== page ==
In an effort to discredit President Obama's plan to increase taxes on the wealthy, conservative media outlets have pushed a number of myths to suggest that a large number of Americans will be negatively affected. In reality, only a small percentage of taxpayers would be affected by Obama's proposals.
Conservative media outlets have falsely suggested that President Obama's tax plan will negatively affect a broad range of taxpayers, while ignoring Obama's own statements that clearly indicate otherwise. In reality, only a small portion of earners would be affected by his proposed tax increases.
Fox Business host Gerri Willis reacted to President Obama's November 9 remarks on the economy by claiming that he plans to raise taxes on "lots and lots" of middle-income people. From Fox Business' Markets Now:
The speculation that Obama's tax plans will affect a large proportion of earners was also put forth in a National Review Online article, claiming that he "seemed especially intractable on tax hikes for the 'wealthy,' a rather broadly defined term."
However, Obama's statements do not suggest that a large number of earners would be affected by his tax plan. Here's what Obama actually said in his November 9 speech about asking the wealthiest Americans to pay slightly higher taxes on some of their income:
OBAMA: I am not going to ask students and seniors and middle class families to pay down the entire deficit, while people like me making over $250,000 aren't asked to pay a dime more in taxes.
According to most recent Census data, median household income in the U.S. is $50,054, well below the $250,000 threshold suggested by Obama, and only 2 percent of households earn more than $250,000 a year, leaving the vast majority of Americans unaffected by the proposed tax increases. Furthermore, Obama's tax aspirations have a negligible effect on the economy. According to a recent Congressional Budget Office report, allowing upper-income tax cuts to expire would have a modest effect on growth.
From the October 19 edition of Fox Business' Markets Now:
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Fox Business anchor Connell McShane threw cold water on the "crazy" conspiracy theory promoted by former GE CEO Jack Welsh, and echoed by several Fox colleagues, that the Obama administration "change[d] the numbers" in the latest employment data.
"I mentioned silly season at the top. Check this tweet out from Jack Welch, former General Electric CEO. A lot of people talking about this," McShane said during FBN's Markets Now. "It's crazy stuff what he actually said on Twitter."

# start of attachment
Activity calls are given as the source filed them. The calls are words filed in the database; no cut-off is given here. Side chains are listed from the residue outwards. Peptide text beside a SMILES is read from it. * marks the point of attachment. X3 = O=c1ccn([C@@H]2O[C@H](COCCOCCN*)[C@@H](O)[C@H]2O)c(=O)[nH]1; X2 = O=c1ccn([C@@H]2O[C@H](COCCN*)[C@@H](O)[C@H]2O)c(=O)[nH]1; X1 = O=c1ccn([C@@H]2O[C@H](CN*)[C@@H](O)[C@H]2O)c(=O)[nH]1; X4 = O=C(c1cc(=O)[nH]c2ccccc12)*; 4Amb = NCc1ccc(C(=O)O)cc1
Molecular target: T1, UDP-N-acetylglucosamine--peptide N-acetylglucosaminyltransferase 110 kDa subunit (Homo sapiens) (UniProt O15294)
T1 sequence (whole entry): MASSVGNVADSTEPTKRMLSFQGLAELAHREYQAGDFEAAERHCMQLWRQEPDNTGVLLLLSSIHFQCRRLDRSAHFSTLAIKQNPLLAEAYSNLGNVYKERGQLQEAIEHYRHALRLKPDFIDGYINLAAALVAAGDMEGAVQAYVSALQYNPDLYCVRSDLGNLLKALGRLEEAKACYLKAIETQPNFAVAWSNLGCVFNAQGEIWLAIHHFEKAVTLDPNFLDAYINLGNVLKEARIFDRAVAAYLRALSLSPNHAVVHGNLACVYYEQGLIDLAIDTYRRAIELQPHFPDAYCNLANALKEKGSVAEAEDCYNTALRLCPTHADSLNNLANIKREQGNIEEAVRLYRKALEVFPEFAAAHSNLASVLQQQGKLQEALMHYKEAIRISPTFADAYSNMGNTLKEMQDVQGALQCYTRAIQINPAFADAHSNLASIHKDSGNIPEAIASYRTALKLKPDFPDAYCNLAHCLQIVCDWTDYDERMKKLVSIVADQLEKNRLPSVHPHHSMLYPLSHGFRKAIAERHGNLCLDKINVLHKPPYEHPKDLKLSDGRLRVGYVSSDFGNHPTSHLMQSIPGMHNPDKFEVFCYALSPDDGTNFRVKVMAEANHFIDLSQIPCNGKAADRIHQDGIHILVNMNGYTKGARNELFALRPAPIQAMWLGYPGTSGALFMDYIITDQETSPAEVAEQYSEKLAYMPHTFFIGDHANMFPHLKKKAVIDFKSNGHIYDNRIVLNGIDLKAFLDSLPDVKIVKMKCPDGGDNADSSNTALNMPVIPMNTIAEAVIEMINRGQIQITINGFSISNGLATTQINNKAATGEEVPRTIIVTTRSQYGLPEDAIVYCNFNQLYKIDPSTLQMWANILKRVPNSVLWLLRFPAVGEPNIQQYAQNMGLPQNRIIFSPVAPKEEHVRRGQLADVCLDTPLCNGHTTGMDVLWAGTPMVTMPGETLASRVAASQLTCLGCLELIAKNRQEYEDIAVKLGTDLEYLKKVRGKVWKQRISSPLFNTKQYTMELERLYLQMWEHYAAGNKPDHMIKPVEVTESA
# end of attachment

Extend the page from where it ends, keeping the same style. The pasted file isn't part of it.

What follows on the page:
McShane hosted Fox News contributor Monica Crowley, who cast doubt on the number on Twitter, and said "right off the top" that the numbers are "not fudged. Because that's an important part of this discussion. When you start going down that road, I mean there's no data, no facts, nothing supports that."
Co-anchor Dagen McDowell replied: "I was just going to say, it's like bitching about polls. It's like bitching that the polls are wrong." In recent weeks, conservative media figures have embraced the conspiracy theory that pollsters and the media are skewing data to benefit Obama.
McShane also refuted the conspiracy theory on Twitter, writing: "Turning into a crazy day on twitter. We should be clear. There is ZERO evidence to support the theory that the jobs number is fudged. Zero."
McShane later claimed that while the data wasn't fudged, it is "not necessarily a great number by the way. It's 582,000 of the 873 is part-time workers. So, I mean, you don't have to say the number's fudged. It is not that great a number even on the surface of things."
Fox Business anchors repeatedly suggested that today's stock market gains are due to perception of a Romney victory at last night's presidential debate, overlooking other crucial drivers of stock performance.
Throughout Markets Now, anchors and guests consistently credited rising stocks to a "Romney rally." From Markets Now:
The "Romney rally" talk continued throughout Fox Business' afternoon programming, emerging as the primary explanation of today's stock growth. Meanwhile, other important determinants of the stock market were rarely discussed, if at all.
According to a Bloomberg Businessweek article, today's rally could be attributed to a number of explanations unrelated to last night's debate, including better than expected economic figures and bullish stock market betting. From the article:
U.S. stocks rose as Labor Department figures showed applications for jobless benefits increased 4,000 to 367,000 in the week ended Sept. 29. Economists forecast 370,000 claims, according to the median estimate in a Bloomberg survey. Orders placed with U.S. factories fell 5.2 percent in August, the Commerce Department said. The median forecast of economists in a Bloomberg News survey called for a decline of 5.9 percent.
Some traders pointed to a bullish bet on the S&P 500 in the options market as helping to fuel today's rally. One investor bought 11,000 calls expiring tomorrow to buy the index at 1,465, 1 percent above yesterday's closing level, Chris Rich, head options strategist at JonesTrading Institutional Services LLC in Chicago, said in an interview. (Bloomberg Businessweek, 10/4/2012)
From the June 28 edition of Fox Business' Markets Now:
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